ST. PETERSBURG, Fla. — Beginning the IndyCar season last year at St. Petersburg, Scott McLaughlin won what was pretty much a clean, strategy-dependent race with only one caution throughout.
The exact opposite happened to open the season this year with Marcus Ericsson securing his fourth career win in the NTT IndyCar Series by surviving a crash-filled event that saw plenty of drama right down to the wire.
Ericsson, who started fourth when the green flag dropped, was able to get around Pato O’Ward who had led the previous handful of laps and appeared to be cruising to a win. But, O’Ward’s engine misfired momentarily causing him to lose torque with just three laps to go and thus creating an opening for Ericsson.
“I felt bad for Pato, but we were there to pick up on it,” Ericsson said. “If I wasn’t putting pressure on him and hunt him down, he would have been fine and we would have been second. But we were there right on his gearbox, and we got past.”
The first of what would eventually be five cautions on the day happened not even halfway into the first lap. Heading into turn three pole sitter Romain Grosjean led the front runners on a clean start of the race, but near the back, Felix Rosenqvist made contact with the outside wall which started a chain reaction crashing involving six other cars, one of which was Devlin DeFrancesco who ended up briefly going airborne.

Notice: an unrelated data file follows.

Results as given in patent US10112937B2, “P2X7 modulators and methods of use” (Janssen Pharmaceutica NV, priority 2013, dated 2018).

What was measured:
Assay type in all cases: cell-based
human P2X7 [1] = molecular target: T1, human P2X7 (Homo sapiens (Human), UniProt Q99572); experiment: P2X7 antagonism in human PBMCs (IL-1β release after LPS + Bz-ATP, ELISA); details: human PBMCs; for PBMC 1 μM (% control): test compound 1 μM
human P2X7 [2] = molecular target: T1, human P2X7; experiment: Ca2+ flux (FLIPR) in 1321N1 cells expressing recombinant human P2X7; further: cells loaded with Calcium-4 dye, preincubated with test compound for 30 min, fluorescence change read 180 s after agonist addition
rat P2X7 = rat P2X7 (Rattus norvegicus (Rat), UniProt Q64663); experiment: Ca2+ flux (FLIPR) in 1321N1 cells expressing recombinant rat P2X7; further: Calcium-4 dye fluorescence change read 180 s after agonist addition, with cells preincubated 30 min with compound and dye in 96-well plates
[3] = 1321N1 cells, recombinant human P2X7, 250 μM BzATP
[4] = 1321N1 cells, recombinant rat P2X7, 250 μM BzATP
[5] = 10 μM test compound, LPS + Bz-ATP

Later on Lap 41 another big crash happened when Rinus Veekay overshot his marks into Turn 4 and nosed into the barriers. Jack Harvey has nowhere to go and slammed into Veekay’s gearbox. The wreck also collected Kyle Kirkwood.
The wrecks played a critical role in how the teams played out their strategies, especially with how teams managed their black and red tires. That strategy got defending race winner Scott McLaughlin to the lead in the back half of the race in a battle with O’Ward and Grosjean.
On Lap 74, McLaughlin collided with Grosjean bringing out the race’s final caution. The wreck gave the lead to O’Ward who held the lead for the next 23 laps.
“We did everything right today,” O’Ward said. “There’s always something. The boys deserved that. Compared to where we were here last year, this is a massive step. But we gave that one away. We can’t have that happen anymore.”
O’Ward’s aforementioned engine issues along with the fierce pressure put on by Ericsson gave the Swedish driver the lead with three to go and eventually the win. O’Ward came home second and Scott Dixon quietly survived the race taking third.
“We were definitely not in a winning position to start with,” said Ericsson. “There was a few cars ahead of us. I think we did a good strategy and the car felt good, but we needed a bit of help. You know, we were staying cool when other people did mistakes, and that’s what got us to Victory Lane.”
The series will take nearly a month off as the teams get ready to tackle the high banks of Texas at the beginning of April.
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